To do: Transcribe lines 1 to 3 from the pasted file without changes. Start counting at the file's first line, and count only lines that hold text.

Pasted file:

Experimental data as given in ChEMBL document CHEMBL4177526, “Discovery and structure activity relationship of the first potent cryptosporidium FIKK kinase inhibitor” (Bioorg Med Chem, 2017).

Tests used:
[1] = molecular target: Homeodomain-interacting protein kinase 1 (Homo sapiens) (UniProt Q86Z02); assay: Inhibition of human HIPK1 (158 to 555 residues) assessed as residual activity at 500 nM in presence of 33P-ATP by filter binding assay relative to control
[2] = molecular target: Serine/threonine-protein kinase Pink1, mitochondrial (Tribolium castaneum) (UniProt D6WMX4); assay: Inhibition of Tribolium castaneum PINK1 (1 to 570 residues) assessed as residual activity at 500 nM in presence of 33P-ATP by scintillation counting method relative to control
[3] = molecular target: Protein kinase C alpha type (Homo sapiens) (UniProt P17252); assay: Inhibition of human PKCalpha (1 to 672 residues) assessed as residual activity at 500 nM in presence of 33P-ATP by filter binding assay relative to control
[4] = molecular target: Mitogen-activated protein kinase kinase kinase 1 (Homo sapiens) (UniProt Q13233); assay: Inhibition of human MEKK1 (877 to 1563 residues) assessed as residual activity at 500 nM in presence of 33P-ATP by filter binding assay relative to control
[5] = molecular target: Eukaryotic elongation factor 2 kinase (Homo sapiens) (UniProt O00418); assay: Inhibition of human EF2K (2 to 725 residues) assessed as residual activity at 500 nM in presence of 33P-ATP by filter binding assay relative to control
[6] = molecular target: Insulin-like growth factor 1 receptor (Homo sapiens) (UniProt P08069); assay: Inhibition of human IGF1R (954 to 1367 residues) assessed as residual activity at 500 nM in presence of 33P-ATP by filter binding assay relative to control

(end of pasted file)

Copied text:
Experimental data as given in ChEMBL document CHEMBL4177526, “Discovery and structure activity relationship of the first potent cryptosporidium FIKK kinase inhibitor” (Bioorg Med Chem, 2017).

Tests used:
[1] = molecular target: Homeodomain-interacting protein kinase 1 (Homo sapiens) (UniProt Q86Z02); assay: Inhibition of human HIPK1 (158 to 555 residues) assessed as residual activity at 500 nM in presence of 33P-ATP by filter binding assay relative to control